Saturday, July 08, 2006

The Downside of ePublishing

In June I made a couple of posts which were enthusiastic endorsements of eBooks and vendors. Honesty makes me publish this post, but I really am, for the most part, an enthusiastic eBook customer and happy to be an ePublished writer. Someone out there has to be saying that Pam is just plugging eBooks b/c her novels are available in that format, so here are some points for the sake of balance.

First, some of the ePubs are either not able to produce a good product, or they don’t concern themselves with quality. That was more of a concern a few years ago than it is today. Several of the early ePubs went under due to poor sales, and their sales sucked b/c the books did too. Unfortunately, today’s ePublishers are somewhat handicapped by the bad reputation garnered by some of the those early efforts which were not quality works, and by the occasional bad apple which still exists.

Second, being ePublished may not get you any respect. Indeed, having an ePublisher is sometimes equated with being self-published. My first novel, listed by Booklocker as an eBook and as a trade paperback by many online vendors, is self-published. I’ve written about the whys and wherefores of that decision elsewhere in this blog and on my website, so I won’t bore readers with that again, but suffice it to say that many folks do not distinguish between The Gift Horse, which was self-published, and Trinity on Tylos, which is a Whiskey Creek Press publication, other than by genre. Since I paid my cover artist and the fees for getting The Gift Horse in print and I didn’t pay Whiskey Creek Press, my checkbook and I see a big difference. (Huge!) However, I’ve heard fellow eBook authors lament that they have problems getting reviews and/or recognition by writer’s organizations. Actually, I’ve gotten reviews from four different sites, good ones for the most part, so I am quite pleased. The only problem I have seen has been in getting reviews has been from science fiction only sites, which seem to be rabid in their disgust with self-publishers, so I consider this unfortunate but inevitable.

Third, there isn’t much money in ePublishing. The percentage earned per book (i.e. royalty) is usually better than for print, but for many writers the numbers just aren’t there. This lack of sales volume is sometimes due to ePublisher distribution problems, but there still just aren’t enough converts to the format. (Not yet, anyway.)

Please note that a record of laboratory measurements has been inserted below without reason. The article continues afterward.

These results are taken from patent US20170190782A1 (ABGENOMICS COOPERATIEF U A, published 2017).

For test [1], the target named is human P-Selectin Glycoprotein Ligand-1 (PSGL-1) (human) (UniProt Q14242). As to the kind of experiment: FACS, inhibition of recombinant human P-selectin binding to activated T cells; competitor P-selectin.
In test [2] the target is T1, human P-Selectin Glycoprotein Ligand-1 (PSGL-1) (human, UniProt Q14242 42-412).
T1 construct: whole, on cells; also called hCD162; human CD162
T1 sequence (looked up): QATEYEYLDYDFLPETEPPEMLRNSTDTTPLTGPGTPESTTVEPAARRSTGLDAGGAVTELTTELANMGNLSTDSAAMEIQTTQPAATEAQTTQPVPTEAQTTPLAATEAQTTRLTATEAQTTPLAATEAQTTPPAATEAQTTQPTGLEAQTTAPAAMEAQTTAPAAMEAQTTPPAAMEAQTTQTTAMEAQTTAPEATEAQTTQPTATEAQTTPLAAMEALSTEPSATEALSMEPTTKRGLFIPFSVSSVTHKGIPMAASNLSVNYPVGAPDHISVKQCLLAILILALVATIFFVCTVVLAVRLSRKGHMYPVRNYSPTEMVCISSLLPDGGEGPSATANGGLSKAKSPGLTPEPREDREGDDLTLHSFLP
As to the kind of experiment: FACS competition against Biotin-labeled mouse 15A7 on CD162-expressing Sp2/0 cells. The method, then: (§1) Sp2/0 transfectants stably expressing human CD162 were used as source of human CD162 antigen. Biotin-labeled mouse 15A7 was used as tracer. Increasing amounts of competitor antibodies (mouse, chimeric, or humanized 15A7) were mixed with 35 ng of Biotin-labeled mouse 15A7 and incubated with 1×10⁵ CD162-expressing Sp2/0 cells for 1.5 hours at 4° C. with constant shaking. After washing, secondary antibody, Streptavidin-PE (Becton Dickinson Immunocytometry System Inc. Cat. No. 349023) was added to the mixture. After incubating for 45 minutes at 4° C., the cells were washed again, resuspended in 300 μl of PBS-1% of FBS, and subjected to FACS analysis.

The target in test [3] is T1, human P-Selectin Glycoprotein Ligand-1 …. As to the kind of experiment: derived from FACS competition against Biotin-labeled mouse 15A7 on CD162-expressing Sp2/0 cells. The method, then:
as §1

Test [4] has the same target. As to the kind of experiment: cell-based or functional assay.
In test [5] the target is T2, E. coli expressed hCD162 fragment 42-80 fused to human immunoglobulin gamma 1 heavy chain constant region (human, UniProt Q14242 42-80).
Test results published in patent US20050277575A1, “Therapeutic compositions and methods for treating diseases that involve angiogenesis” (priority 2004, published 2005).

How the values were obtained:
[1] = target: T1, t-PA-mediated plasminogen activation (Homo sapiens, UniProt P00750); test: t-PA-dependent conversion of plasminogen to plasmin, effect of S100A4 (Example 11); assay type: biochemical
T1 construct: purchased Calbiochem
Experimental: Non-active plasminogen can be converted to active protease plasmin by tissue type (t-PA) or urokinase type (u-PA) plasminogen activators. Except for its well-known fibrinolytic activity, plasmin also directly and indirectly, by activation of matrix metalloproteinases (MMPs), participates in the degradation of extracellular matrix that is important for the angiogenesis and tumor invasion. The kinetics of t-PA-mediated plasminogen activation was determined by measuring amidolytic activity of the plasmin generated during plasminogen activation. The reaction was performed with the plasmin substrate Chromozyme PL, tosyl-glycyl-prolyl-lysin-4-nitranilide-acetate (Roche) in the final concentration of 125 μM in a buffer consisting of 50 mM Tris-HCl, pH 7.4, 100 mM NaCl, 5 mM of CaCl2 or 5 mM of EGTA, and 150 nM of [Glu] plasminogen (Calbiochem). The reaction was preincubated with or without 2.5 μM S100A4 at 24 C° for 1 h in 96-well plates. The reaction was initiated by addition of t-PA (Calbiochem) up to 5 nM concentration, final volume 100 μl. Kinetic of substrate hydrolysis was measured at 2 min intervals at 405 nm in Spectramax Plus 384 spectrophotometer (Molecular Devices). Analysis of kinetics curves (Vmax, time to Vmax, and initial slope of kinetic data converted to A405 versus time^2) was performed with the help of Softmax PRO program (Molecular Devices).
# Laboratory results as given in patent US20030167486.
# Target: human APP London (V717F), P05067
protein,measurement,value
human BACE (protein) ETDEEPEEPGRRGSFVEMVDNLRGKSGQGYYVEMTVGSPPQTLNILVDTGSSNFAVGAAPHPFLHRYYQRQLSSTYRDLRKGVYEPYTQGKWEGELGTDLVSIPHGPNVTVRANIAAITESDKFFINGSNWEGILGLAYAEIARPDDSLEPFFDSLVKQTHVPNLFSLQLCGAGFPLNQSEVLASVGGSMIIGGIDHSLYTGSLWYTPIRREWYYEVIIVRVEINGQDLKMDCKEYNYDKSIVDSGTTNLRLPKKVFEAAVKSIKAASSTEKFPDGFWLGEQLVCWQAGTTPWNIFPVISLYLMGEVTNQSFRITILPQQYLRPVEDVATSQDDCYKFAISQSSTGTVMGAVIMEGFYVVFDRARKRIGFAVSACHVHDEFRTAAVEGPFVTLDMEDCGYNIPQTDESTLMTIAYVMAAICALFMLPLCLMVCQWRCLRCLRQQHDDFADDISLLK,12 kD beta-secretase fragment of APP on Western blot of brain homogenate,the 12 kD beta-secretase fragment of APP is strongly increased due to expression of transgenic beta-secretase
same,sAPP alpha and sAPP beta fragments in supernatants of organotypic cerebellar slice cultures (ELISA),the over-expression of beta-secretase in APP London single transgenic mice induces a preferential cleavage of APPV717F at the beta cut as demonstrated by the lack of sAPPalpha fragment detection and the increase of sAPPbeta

My first novel didn’t make any money at all the first year, but I managed to make some in the second year after publication. Trinity on Tylos is still a loser, from a financial standpoint, and that is due to my promotional efforts, which includes a number of give-away copies, to reviewers and potential vendors. On the plus side of this equation is that ePublishers know it takes more time to find an audience, and they generally give a book two or more years to build an audience, which larger publishers and bookstores almost never do. So while I’ll probably report a loss in ‘06, I should make a profit in ‘07 and even ‘08.

Actually, my total sales to date are less for my ePublished book than they were for my self-published book at the same number of weeks after publication. (That is for total sales, not just eBook sales.) My promotional plans are a bit different this time, because of the change in genre, and due to this being a sophomore novel, which seems to be the red headed step-child of the publishing world.

Lastly, it is really hard to autograph an eBook. I’ve heard of ePublished authors giving away autographed “cover flats” but that seems kinda weird to me.

Here’s the bottom line— if any readers of this post are thinking about seeking publication, getting a contract with an ePublisher, even an award winning one, might not be the best thing that ever happened. Patience and hard work, especially in marketing, are requirements for this new publishing frontier, so if you want someone else to do that work, don’t bother with ePublishing.

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